Basel might not be one of Switzerland’s most prominent destinations, but there’s plenty to enjoy in this cultured and surprisingly quirky city, says Brian Johnston.
On a fine day in Basel, the twin towers of the cathedral scratch a blue sky, and the Rhine River winks and gurgles. The cathedral roof zigzags in green and yellow, and its medieval facade pops with statues of saints in ridiculous hats. Over the porch, shrieking little figures are being flung from a wheel of fortune into the fires of hell.
This is just about the only sombre note in Basel, which is otherwise a cheerful city with a great lifestyle and abundant culture. Although it doesn’t have the glamorous lakeside setting of some other Swiss cities, it has the Rhine, which made it rich on trade. Barges still toot as they float off towards Germany and the distant Netherlands. Joggers bounce along riverside promenades, and the water provides wonderful watery reflections of old-town spires.
Reasons to linger longer
There’s plenty to like about Switzerland’s third-largest (but still comfortably small) city. It’s characteristically Swiss yet soaks up the influences of France and Germany, both of which start in its suburbs – a convenience that makes Basel a great northern entry point for a grand tour of Switzerland.
You wouldn’t want to just transit through its efficient train station, though. This is a sophisticated, creative and interesting city. It has Roman foundations and Switzerland’s oldest university, and was one of Europe’s foremost humanist centres during the Renaissance. The great thinker Erasmus lived here, and is forever lodged in a tomb in the cathedral.
Basel is now a centre for the pharmaceutical industry, and the wealth this has provided its citizens has resulted in many fine museums, great cafés and a shopping scene that punches well above Basel’s population size. Of course, not everyone is after antiquities or Picasso sketches (head to the old town’s boutiques if you are), though you’ll also find great handicrafts and boxes of milk-chocolate bonbons worth every calorie.
How to lighten up
The beautiful old town has an elegant severity – apart from the mad architecture of its orange-coloured town hall – but another surprise of this city is that Baslers are rather fun. In December, they drink mulled wine and nibble spiced biscuits in light-twinkled Christmas markets that spread across cobbled squares. Early in the year, the Lenten Fasnacht carnival is a three-day explosion of costumed party-goers who sing and listen to oompah music into the wee hours.
The food is hearty. Locally-brewed beer comes in five-litre glasses, accompanied by dumplings. And with its comfortable middle class, Basel has excellent restaurants. You can have traditional veal with rösti potatoes in a thirteenth-century tavern, or fusion-cuisine river fish at a hip restaurant. Four Basel restaurants have Michelin stars, one of which twinkles with three.
Enjoy some art and soul
Of course, you might expect an old town and fine dining elsewhere in Switzerland, but progressive, cultured Basel doesn’t just cater to expectations. Beyond its medieval towers and Gothic churches, Basel displays some of Europe’s best contemporary architecture. In fact, you can go on an entire contemporary architecture trail and admire creations by world-famous architects, including by home-grown firm Herzog & De Meuron, famous for designing Beijing’s bird-nest Olympic stadium. Basel has a hospital that glows green, a translucent football stadium with pillow-like panels, and offices designed by Frank Gehry that resemble floating clouds.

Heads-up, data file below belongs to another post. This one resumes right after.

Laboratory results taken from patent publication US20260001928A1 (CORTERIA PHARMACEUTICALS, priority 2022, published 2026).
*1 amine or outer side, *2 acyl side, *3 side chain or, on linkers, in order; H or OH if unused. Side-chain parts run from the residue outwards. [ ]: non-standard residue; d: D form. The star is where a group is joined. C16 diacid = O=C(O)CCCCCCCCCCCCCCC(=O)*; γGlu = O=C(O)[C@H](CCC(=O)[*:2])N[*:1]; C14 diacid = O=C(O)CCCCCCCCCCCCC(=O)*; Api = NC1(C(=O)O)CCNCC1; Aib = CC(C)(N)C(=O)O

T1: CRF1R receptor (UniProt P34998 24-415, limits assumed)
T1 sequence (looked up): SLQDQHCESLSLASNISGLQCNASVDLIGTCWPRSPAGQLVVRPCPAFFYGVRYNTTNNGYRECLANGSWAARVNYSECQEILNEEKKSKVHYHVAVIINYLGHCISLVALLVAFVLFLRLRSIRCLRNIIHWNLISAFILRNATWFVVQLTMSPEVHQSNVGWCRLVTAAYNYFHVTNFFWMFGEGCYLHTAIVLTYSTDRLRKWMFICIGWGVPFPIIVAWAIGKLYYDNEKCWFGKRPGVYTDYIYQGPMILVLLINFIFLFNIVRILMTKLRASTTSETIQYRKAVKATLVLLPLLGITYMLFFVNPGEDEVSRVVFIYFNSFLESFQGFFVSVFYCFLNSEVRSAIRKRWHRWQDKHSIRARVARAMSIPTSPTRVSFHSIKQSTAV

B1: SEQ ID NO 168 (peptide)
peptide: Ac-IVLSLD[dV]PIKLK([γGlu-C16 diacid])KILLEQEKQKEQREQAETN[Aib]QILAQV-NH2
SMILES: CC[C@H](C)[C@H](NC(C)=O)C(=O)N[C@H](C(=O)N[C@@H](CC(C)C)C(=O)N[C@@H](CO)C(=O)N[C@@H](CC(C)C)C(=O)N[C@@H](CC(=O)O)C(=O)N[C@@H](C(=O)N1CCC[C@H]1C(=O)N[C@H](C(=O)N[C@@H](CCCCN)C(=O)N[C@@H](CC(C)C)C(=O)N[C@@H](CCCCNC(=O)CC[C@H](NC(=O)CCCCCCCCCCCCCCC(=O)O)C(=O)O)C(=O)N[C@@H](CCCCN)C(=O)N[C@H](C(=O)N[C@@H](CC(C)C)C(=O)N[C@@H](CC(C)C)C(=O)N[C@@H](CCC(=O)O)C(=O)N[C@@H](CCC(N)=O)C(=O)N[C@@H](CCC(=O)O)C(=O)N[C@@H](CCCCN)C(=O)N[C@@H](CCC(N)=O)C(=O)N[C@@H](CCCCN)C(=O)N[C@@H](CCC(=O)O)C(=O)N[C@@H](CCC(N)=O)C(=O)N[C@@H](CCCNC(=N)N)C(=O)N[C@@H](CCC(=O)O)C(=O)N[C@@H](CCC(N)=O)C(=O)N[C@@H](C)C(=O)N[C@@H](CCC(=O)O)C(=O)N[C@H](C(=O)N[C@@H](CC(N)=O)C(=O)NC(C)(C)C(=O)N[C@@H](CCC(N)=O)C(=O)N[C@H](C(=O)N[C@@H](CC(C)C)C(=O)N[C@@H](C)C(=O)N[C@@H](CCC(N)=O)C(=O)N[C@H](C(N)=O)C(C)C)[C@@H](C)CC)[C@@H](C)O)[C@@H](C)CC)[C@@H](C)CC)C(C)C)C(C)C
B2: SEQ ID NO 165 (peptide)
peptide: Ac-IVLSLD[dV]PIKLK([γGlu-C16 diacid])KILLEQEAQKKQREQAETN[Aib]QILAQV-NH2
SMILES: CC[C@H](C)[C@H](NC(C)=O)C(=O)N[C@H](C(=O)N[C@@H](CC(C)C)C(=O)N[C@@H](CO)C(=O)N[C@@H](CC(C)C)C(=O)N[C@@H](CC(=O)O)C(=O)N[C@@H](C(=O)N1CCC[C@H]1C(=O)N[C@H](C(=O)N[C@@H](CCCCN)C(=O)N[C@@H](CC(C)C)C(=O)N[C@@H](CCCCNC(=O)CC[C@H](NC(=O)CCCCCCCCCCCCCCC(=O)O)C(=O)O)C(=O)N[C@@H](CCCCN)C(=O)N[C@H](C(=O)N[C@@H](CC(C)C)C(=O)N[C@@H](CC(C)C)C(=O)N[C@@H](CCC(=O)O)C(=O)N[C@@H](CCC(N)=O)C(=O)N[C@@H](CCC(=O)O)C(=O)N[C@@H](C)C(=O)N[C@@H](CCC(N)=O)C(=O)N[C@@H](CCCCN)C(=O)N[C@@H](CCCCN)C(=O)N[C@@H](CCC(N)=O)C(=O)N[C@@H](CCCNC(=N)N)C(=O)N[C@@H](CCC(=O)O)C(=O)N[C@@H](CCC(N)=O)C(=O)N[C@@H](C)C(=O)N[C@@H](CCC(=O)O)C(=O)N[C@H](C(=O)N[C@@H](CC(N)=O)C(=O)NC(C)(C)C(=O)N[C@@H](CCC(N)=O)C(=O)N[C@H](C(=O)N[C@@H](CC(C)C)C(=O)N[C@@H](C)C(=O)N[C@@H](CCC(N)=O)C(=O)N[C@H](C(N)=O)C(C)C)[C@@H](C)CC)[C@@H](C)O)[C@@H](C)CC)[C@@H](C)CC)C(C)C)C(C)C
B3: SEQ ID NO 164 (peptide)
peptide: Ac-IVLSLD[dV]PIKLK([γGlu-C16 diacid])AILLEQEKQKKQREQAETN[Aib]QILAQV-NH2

When it comes to culture, not all Basel’s art is straightforward either. True, the Kunstmuseum (Art Museum) has a great collection of Swiss and German art and fabulous Cubist and American canvasses. However, the quirky Museum Jean Tinguely displays the amusing concoctions of Switzerland’s greatest twentieth-century sculptor: mechanised pieces assembled from scrap metal that clang and turn and wobble. As for the amusing Hoosesagg Museum, it’s so small everything is seen through a single window.
Meanwhile Foundation Beyeler, with its fabulous collection of modern art, is housed in a building that looks like an avant-garde sailing ship above a pond-scattered garden. Inside, Monet waterlilies are reflected in the building’s curtain wall, which in turn reflects the pools outside.
Enjoy a little more
This top-notch art museum is in Kleinbasel or Little Basel, a Swiss enclave on the otherwise German side of the river. You’ll also find funky cafés and ethnic eateries and a youthful vibe, as well as great views across the Rhine to the old town. The promenades along the river buzz with energy. The summer, Im Fluss festival features live music from a stage floating in the river. From sunny café terraces, you can watch kids floating along on inner-tubes, and adults paddle-boarding. In the evenings, bars spill out onto cobblestones, sending a murmur of conversation down medieval streets.
There are plenty more surprises in Basel. This is a small city by world standards, yet has over 40 museums, a botanical garden, both symphony and chamber orchestras, a lively international theatre scene and one of Europe’s best zoos – don’t miss the adorable pygmy hippos. Industrial Dreilaendereck or Three Countries Corner district has begun sprouting artist studios, including the studio of Permi Jhooti, who first found fame as a professional footballer, inspired the movie Bend It Like Beckham, but has now reinvented herself as an artist working with high-tech gadgetry.
This whole arty district also clatters at the weekend with street buskers and beachgoers. The beach is artificial of course, but why should Switzerland being landlocked prevent some sandy enjoyment? Just order up a cocktail, and join the party.
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